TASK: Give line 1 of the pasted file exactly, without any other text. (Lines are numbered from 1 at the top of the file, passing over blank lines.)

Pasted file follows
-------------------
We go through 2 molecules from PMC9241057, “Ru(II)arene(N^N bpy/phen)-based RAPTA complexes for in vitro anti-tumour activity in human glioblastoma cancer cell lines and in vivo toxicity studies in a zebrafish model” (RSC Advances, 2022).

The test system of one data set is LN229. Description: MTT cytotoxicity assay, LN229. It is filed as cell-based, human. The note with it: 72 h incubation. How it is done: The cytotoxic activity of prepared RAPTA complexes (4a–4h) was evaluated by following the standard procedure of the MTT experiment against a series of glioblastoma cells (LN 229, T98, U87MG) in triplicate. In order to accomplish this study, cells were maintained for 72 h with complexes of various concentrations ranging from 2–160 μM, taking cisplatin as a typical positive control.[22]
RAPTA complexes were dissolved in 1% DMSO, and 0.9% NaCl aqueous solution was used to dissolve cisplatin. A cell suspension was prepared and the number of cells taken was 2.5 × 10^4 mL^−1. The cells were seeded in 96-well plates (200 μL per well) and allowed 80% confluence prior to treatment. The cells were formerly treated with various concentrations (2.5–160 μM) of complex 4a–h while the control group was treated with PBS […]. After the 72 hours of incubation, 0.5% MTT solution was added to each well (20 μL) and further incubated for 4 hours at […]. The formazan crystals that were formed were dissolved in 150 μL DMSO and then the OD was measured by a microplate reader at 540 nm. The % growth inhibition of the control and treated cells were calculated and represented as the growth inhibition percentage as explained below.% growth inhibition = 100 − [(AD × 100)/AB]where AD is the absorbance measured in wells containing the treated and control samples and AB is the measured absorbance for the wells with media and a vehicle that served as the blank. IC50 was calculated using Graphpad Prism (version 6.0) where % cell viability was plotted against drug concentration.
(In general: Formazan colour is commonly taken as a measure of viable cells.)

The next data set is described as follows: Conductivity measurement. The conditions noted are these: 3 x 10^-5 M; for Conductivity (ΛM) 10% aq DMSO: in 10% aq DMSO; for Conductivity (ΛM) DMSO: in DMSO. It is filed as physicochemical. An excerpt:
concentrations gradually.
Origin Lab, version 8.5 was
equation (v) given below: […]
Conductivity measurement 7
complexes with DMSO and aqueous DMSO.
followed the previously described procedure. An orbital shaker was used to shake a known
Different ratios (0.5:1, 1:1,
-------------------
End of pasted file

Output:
We go through 2 molecules from PMC9241057, “Ru(II)arene(N^N bpy/phen)-based RAPTA complexes for in vitro anti-tumour activity in human glioblastoma cancer cell lines and in vivo toxicity studies in a zebrafish model” (RSC Advances, 2022).